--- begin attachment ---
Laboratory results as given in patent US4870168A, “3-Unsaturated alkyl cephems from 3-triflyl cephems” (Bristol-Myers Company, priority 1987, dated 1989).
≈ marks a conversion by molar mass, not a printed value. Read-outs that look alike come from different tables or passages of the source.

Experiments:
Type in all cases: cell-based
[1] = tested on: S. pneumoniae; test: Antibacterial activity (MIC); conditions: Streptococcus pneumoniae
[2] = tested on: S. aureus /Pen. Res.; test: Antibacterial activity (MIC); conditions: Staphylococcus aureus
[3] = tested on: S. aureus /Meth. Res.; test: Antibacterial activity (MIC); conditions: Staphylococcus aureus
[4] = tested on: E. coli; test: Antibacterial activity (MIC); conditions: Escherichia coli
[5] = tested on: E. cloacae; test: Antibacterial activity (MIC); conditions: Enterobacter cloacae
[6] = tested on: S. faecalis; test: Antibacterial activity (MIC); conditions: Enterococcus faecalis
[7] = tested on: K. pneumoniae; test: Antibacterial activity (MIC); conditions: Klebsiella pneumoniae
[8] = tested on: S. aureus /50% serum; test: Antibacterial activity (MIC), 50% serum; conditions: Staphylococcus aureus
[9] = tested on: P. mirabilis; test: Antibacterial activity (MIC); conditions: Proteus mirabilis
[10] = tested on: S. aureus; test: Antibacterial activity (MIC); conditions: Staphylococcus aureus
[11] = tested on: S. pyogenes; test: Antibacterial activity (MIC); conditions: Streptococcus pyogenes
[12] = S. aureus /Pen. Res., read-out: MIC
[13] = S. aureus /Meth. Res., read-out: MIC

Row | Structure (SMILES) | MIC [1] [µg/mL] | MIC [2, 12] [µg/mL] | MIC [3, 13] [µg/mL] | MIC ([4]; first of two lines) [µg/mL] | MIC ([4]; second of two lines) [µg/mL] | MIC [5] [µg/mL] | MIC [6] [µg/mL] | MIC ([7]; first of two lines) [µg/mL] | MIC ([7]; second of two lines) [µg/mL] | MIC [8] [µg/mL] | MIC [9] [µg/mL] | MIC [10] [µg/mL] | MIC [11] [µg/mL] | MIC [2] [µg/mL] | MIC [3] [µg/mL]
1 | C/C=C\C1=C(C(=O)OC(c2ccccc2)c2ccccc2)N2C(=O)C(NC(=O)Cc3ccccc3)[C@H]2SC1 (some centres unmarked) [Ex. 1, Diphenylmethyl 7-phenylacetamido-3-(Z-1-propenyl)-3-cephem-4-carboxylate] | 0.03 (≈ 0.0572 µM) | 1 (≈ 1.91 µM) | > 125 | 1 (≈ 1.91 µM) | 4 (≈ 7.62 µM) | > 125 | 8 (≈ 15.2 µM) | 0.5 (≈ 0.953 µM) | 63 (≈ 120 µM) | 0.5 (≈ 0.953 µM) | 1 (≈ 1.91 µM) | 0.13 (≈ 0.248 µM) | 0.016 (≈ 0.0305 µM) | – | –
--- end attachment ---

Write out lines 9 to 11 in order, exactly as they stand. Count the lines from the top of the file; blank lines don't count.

[5] = tested on: E. cloacae; test: Antibacterial activity (MIC); conditions: Enterobacter cloacae
[6] = tested on: S. faecalis; test: Antibacterial activity (MIC); conditions: Enterococcus faecalis
[7] = tested on: K. pneumoniae; test: Antibacterial activity (MIC); conditions: Klebsiella pneumoniae